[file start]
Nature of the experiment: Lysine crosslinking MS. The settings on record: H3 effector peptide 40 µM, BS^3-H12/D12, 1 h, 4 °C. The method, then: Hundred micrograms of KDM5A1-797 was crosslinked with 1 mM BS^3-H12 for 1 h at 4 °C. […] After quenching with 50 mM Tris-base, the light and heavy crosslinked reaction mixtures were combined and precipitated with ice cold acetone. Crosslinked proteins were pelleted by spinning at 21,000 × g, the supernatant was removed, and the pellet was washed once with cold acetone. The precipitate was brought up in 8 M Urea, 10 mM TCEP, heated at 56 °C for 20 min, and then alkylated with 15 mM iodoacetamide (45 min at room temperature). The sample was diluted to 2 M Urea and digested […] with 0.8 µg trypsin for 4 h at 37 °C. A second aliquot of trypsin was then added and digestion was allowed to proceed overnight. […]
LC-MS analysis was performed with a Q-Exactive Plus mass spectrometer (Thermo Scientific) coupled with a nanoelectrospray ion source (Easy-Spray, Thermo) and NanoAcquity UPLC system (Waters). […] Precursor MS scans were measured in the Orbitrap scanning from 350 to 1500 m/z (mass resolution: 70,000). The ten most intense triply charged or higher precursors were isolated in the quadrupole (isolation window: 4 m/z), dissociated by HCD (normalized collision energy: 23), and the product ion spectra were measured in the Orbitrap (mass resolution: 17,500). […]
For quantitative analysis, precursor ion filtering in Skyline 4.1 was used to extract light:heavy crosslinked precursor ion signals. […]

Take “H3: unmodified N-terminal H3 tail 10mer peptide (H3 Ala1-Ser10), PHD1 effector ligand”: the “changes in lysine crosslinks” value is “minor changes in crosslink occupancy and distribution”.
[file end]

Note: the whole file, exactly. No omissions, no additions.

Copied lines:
Nature of the experiment: Lysine crosslinking MS. The settings on record: H3 effector peptide 40 µM, BS^3-H12/D12, 1 h, 4 °C. The method, then: Hundred micrograms of KDM5A1-797 was crosslinked with 1 mM BS^3-H12 for 1 h at 4 °C. […] After quenching with 50 mM Tris-base, the light and heavy crosslinked reaction mixtures were combined and precipitated with ice cold acetone. Crosslinked proteins were pelleted by spinning at 21,000 × g, the supernatant was removed, and the pellet was washed once with cold acetone. The precipitate was brought up in 8 M Urea, 10 mM TCEP, heated at 56 °C for 20 min, and then alkylated with 15 mM iodoacetamide (45 min at room temperature). The sample was diluted to 2 M Urea and digested […] with 0.8 µg trypsin for 4 h at 37 °C. A second aliquot of trypsin was then added and digestion was allowed to proceed overnight. […]
LC-MS analysis was performed with a Q-Exactive Plus mass spectrometer (Thermo Scientific) coupled with a nanoelectrospray ion source (Easy-Spray, Thermo) and NanoAcquity UPLC system (Waters). […] Precursor MS scans were measured in the Orbitrap scanning from 350 to 1500 m/z (mass resolution: 70,000). The ten most intense triply charged or higher precursors were isolated in the quadrupole (isolation window: 4 m/z), dissociated by HCD (normalized collision energy: 23), and the product ion spectra were measured in the Orbitrap (mass resolution: 17,500). […]
For quantitative analysis, precursor ion filtering in Skyline 4.1 was used to extract light:heavy crosslinked precursor ion signals. […]

Take “H3: unmodified N-terminal H3 tail 10mer peptide (H3 Ala1-Ser10), PHD1 effector ligand”: the “changes in lysine crosslinks” value is “minor changes in crosslink occupancy and distribution”.